William E. Cote

William E. Cote

William E. Cote

journalist, MSU journalism professor 

Ask Bill Coté about state government. He’ll tell you most of its work has little to do with press conferences, frivolous legislative proposals, photo-ops or inflammatory speeches. The real power of state government is exercised below the radar of public scrutiny he taught his students, yet highly visible to the keen eye of a persistent reporter.

“That awareness was one of Bill’s competitive assets and led to intensive coverage of such administrative entities as the Civil Rights Commission and the state Board of Education,” says Eric Freedman, who directs Capital News Service at Michigan State University, nominating his predecessor.

Coté’s career includes almost two decades of work as a highly respected practitioner of journalism at Booth Newspapers, another two decades as a journalism educator at MSU and, in between, as a journalism researcher. He studied media coverage of victims of crime and violence and helped write the manual on how to report with skill and compassion.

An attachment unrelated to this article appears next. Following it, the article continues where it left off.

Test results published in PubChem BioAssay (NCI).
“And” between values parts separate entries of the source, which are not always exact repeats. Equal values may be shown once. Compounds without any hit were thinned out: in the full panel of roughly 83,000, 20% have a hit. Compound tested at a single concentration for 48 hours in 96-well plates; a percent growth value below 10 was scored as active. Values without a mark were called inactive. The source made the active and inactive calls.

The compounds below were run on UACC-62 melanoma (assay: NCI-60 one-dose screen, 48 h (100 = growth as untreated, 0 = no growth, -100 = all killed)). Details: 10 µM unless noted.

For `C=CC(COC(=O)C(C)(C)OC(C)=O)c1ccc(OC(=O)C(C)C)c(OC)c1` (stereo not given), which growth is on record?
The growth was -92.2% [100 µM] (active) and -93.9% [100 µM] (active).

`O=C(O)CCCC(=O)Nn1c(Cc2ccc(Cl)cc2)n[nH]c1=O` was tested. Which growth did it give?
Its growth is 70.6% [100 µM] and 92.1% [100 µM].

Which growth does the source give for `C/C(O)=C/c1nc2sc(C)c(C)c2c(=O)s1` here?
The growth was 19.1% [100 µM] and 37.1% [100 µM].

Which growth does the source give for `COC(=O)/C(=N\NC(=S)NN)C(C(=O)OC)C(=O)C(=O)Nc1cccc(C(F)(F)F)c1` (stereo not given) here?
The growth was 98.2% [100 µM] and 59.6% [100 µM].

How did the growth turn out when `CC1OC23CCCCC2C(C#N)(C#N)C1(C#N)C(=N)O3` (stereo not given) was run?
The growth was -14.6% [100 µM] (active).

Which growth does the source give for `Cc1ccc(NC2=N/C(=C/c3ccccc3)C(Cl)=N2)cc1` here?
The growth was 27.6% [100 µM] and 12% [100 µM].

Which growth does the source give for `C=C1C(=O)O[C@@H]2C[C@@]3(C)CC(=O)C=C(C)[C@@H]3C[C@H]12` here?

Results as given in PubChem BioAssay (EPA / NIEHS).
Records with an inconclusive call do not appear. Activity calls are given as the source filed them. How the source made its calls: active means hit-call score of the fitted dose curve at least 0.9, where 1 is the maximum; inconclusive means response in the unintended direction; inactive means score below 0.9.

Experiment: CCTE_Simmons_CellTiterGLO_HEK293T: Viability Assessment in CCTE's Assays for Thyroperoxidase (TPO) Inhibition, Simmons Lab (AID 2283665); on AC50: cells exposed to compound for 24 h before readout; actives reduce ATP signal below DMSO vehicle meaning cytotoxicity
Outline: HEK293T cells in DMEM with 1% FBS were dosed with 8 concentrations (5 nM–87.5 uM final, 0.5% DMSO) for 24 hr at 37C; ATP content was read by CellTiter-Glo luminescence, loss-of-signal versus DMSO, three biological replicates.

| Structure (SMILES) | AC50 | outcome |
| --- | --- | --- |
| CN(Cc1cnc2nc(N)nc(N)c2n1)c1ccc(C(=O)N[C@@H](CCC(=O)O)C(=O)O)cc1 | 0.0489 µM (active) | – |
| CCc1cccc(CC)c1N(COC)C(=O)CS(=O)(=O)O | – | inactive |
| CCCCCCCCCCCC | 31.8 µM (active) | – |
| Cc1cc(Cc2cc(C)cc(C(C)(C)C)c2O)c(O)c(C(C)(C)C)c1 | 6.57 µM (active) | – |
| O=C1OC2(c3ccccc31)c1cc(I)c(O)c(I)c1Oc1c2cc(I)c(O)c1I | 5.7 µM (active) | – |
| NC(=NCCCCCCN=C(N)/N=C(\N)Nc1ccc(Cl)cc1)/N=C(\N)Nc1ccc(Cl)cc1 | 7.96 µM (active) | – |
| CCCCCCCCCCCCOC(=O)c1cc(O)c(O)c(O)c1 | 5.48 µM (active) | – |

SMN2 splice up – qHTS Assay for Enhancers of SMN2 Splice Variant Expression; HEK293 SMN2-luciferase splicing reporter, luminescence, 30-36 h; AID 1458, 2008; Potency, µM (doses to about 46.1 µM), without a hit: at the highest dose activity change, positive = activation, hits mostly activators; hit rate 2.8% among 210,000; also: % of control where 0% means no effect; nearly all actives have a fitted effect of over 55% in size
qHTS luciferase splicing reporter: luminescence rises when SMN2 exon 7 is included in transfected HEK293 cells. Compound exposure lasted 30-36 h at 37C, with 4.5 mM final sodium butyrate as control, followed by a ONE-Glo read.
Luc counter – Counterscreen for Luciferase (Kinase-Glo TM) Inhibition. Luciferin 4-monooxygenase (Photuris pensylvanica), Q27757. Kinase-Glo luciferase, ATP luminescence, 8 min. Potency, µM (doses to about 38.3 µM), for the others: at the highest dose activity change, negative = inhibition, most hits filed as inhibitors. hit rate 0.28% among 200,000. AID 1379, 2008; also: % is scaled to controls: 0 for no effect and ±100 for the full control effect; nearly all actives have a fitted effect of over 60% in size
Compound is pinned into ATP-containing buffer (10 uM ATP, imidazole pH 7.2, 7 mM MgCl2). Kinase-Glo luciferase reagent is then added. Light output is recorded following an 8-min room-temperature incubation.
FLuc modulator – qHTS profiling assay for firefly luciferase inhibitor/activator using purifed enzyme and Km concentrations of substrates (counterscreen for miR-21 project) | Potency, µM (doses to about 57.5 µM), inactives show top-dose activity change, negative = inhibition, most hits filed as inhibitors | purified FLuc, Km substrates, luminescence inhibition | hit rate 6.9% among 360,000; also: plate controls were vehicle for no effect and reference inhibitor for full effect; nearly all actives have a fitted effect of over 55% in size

He took over Capital News Service, an MSU class in state government reporting, and raised it to national stature. By the time he retired in 2002, it had grown to serve 25 daily and weekly newspapers and offered a radio component through Michigan Public Radio.

“Every Michigan governor in recent history, not to mention other state officials, has had the challenge of dealing with Bill and his Capital News Service students,” recalls former Gov. James J. Blanchard, now with a Washington, D.C. law firm. “What a refreshing experience it was to face Bill’s group and attempt to answer their original questions.”

Friends, politicians, former editors and current faculty praise Coté for his dedication. “Above all, Bill stands out as a gentleman and a polished journalist who focused on doing a job without regard to his own personal well-being,” says Sam Martino, a professor at the University of Wisconsin-Whitewater and former State News colleague at MSU. “When more seasoned reporters at the State Capitol played cards in the press room or journeyed to a bar at the Jack Tar hotel, Bill remained hard at work.”.